Social Selling 101 – 7 Essential Tips for Sales Reps to Follow
“Why should I care about this ‘social selling’ stuff?”
The answer is very simple: your clients use it, your competitors use it and it doesn’t cost anything (besides time). More importantly, Forbes recently shared a post with some data to back it up stating that 78% of sales people using social media outsell their peers.
If there is one thing a sales rep hates, it is to be outsold. Which is precisely why you need to start leveraging social media and networks as a tool to make more headway within your territory today.
Core elements of an effective social selling strategy
What can you accomplish with social selling?
- Brand building – You can use social media to establish credibility in your market and help create visibility for yourself and your company.
- Researching and listening – Understand what clients / prospects are talking about and who they’re talking with. Additionally, research competitors to see how they interact with followers and customers.
- Engagement – Join and start client conversations and follow up directly with customers.
But what does it take to get started?
7 easy steps to get you on your way to becoming a social selling juggernaut
#1 – Create compelling profiles and expand your network
If you have not already, your first step is to create a strong profile within your social networks with a clear picture and full bio. Your bio should include any relevant links as well as link to the company you work for. And you have to make it easy for people to find you by including pertinent keywords in your profile as well as making sure you have public profile settings turned on (although you will want to keep your actual LinkedIn contacts private for those you are not connected to). Also, you should link your social profiles together (i.e. LinkedIn and Twitter) to maximize your exposure.
Once you have created and/or updated your profile, it is now time to build and expand your social network. You can start by following pertinent accounts on Twitter using contact lists for both established accounts and prospects as well as looking to join relevant industry groups on LinkedIn. Also, make sure to add all of your social profiles to your email signature so it is front and center when communicating with your client base.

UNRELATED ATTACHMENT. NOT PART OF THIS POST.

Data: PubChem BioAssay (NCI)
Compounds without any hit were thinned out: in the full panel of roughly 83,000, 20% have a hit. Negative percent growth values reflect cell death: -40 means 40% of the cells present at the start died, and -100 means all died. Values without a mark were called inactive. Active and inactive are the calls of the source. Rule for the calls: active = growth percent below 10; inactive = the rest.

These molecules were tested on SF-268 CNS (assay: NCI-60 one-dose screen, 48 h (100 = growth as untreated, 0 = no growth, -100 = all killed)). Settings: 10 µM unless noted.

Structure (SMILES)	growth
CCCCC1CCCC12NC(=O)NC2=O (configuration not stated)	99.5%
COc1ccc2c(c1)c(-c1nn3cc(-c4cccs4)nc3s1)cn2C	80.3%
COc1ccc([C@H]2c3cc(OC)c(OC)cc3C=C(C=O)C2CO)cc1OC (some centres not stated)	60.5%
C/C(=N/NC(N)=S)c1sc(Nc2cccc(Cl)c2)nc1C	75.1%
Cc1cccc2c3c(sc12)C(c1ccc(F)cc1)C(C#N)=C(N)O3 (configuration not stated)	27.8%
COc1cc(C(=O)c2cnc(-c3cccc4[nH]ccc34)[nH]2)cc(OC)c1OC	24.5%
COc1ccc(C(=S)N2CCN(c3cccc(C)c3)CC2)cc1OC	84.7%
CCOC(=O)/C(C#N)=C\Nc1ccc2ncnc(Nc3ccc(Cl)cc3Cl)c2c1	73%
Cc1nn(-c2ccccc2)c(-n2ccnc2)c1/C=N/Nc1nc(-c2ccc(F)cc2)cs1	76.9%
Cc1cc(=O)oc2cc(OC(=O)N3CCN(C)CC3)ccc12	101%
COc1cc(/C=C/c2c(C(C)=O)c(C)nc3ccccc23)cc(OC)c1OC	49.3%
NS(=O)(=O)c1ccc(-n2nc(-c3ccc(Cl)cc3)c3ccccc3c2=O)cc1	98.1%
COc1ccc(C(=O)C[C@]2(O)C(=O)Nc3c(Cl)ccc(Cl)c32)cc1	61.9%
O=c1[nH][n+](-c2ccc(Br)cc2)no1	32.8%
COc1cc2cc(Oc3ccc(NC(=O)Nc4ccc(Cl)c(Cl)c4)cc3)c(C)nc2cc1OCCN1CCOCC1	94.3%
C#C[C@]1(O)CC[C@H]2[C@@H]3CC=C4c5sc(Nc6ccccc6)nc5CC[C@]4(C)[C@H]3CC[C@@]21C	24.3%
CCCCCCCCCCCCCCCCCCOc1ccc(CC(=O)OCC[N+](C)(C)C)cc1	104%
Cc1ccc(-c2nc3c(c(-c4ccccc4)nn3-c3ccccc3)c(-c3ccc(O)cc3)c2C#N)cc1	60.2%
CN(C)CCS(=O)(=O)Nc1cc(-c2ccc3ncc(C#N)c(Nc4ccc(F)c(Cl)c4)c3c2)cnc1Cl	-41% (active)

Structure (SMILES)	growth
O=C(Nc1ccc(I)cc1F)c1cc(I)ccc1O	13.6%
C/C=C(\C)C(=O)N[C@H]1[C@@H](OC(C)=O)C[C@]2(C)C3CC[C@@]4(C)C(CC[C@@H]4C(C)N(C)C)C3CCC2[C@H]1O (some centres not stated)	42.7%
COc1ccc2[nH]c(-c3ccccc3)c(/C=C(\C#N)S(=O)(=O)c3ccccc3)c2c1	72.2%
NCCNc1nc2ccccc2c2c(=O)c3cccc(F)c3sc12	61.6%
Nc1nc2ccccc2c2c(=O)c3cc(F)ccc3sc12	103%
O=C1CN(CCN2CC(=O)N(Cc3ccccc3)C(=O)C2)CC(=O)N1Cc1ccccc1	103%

#2 – Demonstrate expertise
Just being on social media is not going to help you add value to your customers. You must share content that establishes you as a knowledgeable resource and helps to expand you and your company’s reach. Following are 2 examples of how you can do this:
- Leverage content your marketing teams create for you – blogs, infograpghics, white papers, case studies etc. – and share it on your networks.
- Follow and reshare content from key industry players, colleagues, clients and prospects – not only does this help you gain more followers by sharing good content, it also helps to feed the ego of those customers and prospects you have shared. Be sure to leverage tools like bit.ly to shorten your links and track engagement.
#3 – Monitor active conversations
Find out who’s talking and where. Research active Twitter hashtags, account lists, your company, colleagues and competitors. Also research LinkedIn groups and online Peer2Peer communities. Start to build a list of relevant discussions and check in regularly. Take note of the most active contributors and their hot topics/areas of need. There are a number of free social listening tools out there to help you do this.
#4 – Check in on prospects
You would be surprised how much information people share about themselves, their companies and their key initiatives over social channels. You just have to make sure you are listening. Dig into social profiles of key contributors and find out what they are sharing, what their biggest areas of concern/pain points are, and what competitors, if any, they are engaging.
# 5 – Build a list of competitors to monitor regularly
Social media is one of the easiest ways to find out what competitors are focused on and what core messages they are sharing with their customers. Leverage this medium to its fullest extent to find out what content they are sharing, how they approach customers online across social channels, and most importantly, how their audiences respond to their content and/or outreach.
#6 – Join the conversation
You must join the conversation to fully embrace social selling. A read-only, sit on the sidelines approach will not work. That being said, it is important to find the right point of entry. When using LinkedIn, in my opinion, it is only appropriate to engage with people you know or have met. Blind invitations to connect are usually moved right into the trash. Feel free to get a bit more bold with Twitter – there is more license to connect with like-minded folks without establishing a formal connection first.
#7 – Rinse, optimize and repeat
Review what strategies are working and what ones are not, which for starters, you can track easily by setting up a free bit.ly account. Track links that you share to see what people are interested in and what are the best times of day to share. Then determine channels that led to the most activity and focus your time there.
Outsell your peers
It really is as simple as that. Invest your time and effort into leveraging social and it will help you crush your quota. If you want to learn more about how to become a better social seller, leave a comment or feel free to connect with me on LinkedIn and/or Twitter.